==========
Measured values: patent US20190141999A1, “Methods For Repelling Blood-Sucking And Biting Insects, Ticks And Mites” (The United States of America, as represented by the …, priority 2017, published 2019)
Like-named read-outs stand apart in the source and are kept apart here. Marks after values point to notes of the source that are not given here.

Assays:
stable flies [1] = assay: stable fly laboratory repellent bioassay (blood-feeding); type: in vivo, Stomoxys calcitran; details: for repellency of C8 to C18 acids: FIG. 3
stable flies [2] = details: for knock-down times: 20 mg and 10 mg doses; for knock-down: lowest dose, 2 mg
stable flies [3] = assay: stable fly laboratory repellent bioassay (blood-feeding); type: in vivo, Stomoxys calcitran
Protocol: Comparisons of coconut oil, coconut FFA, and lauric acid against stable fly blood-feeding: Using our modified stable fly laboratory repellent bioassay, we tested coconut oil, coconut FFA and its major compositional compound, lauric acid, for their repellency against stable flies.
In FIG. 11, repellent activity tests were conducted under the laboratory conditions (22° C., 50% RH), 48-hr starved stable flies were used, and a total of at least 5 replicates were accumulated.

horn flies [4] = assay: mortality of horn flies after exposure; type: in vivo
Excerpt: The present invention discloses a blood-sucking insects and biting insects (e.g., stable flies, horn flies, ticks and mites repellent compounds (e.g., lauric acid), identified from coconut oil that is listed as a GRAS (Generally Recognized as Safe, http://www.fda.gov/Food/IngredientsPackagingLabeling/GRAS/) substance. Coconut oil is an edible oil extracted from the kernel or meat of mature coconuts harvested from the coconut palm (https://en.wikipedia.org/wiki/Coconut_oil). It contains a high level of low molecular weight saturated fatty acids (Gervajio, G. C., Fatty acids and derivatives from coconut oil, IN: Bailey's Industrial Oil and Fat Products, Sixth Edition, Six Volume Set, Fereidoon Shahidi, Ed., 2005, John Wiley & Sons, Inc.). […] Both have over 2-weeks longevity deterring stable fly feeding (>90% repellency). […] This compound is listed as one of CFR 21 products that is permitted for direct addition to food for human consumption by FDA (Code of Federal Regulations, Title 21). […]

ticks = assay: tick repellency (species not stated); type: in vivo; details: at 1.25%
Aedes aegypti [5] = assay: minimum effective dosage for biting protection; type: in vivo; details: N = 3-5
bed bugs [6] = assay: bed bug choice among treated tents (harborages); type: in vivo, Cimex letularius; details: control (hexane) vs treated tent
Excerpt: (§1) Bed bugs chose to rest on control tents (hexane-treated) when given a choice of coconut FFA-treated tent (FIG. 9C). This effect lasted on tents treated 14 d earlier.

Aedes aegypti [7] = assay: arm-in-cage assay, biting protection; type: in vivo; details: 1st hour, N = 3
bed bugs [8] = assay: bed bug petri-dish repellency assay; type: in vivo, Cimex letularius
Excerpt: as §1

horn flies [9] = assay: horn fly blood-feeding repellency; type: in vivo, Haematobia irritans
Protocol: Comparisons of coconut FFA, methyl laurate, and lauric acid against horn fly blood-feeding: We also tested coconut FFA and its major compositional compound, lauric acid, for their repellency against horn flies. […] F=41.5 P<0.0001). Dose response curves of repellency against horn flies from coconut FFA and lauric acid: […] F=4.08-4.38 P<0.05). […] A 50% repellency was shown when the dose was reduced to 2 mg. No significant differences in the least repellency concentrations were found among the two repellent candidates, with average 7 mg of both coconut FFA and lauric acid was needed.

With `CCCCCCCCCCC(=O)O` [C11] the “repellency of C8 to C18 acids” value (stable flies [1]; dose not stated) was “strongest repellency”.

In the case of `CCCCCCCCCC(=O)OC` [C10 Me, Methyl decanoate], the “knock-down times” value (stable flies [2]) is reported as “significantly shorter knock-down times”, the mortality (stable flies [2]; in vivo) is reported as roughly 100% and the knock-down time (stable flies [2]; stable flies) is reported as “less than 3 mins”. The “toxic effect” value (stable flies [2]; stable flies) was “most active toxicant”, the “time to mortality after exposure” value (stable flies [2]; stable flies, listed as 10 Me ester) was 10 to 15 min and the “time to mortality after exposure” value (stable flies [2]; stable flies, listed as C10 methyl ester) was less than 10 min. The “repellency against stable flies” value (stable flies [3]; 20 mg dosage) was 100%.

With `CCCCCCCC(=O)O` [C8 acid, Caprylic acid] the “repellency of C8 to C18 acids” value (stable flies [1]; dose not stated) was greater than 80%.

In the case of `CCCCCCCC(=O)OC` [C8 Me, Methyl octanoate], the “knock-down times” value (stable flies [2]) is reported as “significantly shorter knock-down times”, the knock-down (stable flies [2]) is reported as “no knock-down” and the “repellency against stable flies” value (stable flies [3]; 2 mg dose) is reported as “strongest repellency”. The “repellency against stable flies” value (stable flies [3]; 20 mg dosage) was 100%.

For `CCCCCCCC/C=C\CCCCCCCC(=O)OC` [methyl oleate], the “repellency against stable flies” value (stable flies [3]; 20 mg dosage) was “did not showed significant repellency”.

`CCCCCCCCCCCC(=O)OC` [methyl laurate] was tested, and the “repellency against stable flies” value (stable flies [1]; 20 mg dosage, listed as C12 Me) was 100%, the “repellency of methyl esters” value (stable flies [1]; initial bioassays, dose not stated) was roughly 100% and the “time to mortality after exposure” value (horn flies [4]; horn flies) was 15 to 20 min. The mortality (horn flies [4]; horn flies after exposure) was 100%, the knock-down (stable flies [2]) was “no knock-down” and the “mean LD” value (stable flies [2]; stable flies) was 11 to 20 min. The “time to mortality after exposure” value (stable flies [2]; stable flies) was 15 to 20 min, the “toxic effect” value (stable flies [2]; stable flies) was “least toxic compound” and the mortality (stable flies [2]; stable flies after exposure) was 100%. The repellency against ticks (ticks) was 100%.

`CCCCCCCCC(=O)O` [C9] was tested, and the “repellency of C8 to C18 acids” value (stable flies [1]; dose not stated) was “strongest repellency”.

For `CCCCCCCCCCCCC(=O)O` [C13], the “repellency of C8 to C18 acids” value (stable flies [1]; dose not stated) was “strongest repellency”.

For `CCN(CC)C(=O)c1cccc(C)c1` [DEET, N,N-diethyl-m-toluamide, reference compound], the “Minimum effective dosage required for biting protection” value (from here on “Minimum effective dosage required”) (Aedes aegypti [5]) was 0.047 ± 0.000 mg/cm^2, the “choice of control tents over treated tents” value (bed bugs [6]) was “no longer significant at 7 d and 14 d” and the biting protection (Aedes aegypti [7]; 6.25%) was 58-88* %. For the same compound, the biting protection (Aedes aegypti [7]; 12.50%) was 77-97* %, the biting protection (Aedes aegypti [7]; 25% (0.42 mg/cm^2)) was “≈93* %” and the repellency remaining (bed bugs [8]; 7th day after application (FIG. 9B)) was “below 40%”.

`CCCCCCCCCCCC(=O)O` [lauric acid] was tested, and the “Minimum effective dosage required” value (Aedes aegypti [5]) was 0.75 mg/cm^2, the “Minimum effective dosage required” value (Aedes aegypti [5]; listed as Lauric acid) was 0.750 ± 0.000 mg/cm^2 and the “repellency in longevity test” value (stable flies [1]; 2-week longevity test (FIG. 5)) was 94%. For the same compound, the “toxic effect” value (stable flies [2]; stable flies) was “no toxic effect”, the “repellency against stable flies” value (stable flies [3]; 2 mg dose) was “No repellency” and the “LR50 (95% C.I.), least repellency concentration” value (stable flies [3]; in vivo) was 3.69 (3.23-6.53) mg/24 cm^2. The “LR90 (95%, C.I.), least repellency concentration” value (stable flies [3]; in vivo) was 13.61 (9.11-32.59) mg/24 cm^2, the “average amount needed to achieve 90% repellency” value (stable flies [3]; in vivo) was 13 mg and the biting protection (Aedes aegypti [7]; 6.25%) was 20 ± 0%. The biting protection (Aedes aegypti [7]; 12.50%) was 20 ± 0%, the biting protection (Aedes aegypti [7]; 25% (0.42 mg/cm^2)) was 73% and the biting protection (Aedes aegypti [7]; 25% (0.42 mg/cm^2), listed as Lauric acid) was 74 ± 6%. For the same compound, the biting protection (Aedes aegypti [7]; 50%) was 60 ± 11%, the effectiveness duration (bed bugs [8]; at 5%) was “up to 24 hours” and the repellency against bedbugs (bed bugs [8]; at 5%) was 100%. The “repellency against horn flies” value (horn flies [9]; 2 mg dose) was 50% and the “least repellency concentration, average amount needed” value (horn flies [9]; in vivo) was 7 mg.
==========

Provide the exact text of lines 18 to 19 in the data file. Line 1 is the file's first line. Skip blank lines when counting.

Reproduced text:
horn flies [9] = assay: horn fly blood-feeding repellency; type: in vivo, Haematobia irritans
Protocol: Comparisons of coconut FFA, methyl laurate, and lauric acid against horn fly blood-feeding: We also tested coconut FFA and its major compositional compound, lauric acid, for their repellency against horn flies. […] F=41.5 P<0.0001). Dose response curves of repellency against horn flies from coconut FFA and lauric acid: […] F=4.08-4.38 P<0.05). […] A 50% repellency was shown when the dose was reduced to 2 mg. No significant differences in the least repellency concentrations were found among the two repellent candidates, with average 7 mg of both coconut FFA and lauric acid was needed.